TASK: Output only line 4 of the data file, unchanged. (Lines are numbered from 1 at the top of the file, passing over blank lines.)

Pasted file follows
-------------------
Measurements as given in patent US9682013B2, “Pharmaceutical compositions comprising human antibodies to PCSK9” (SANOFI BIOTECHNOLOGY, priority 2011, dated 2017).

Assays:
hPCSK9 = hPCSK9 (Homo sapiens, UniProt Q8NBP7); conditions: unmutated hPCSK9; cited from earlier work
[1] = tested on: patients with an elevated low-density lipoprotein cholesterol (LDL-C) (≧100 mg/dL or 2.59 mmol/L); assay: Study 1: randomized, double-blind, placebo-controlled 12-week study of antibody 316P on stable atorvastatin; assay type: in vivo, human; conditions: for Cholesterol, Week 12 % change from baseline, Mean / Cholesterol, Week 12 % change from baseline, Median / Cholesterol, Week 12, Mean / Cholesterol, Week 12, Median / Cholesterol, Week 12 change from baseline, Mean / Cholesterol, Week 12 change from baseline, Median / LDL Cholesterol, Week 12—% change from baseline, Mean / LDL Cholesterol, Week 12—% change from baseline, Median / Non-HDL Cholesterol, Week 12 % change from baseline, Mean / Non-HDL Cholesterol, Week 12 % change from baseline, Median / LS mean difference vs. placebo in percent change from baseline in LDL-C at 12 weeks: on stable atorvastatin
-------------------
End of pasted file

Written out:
[1] = tested on: patients with an elevated low-density lipoprotein cholesterol (LDL-C) (≧100 mg/dL or 2.59 mmol/L); assay: Study 1: randomized, double-blind, placebo-controlled 12-week study of antibody 316P on stable atorvastatin; assay type: in vivo, human; conditions: for Cholesterol, Week 12 % change from baseline, Mean / Cholesterol, Week 12 % change from baseline, Median / Cholesterol, Week 12, Mean / Cholesterol, Week 12, Median / Cholesterol, Week 12 change from baseline, Mean / Cholesterol, Week 12 change from baseline, Median / LDL Cholesterol, Week 12—% change from baseline, Mean / LDL Cholesterol, Week 12—% change from baseline, Median / Non-HDL Cholesterol, Week 12 % change from baseline, Mean / Non-HDL Cholesterol, Week 12 % change from baseline, Median / LS mean difference vs. placebo in percent change from baseline in LDL-C at 12 weeks: on stable atorvastatin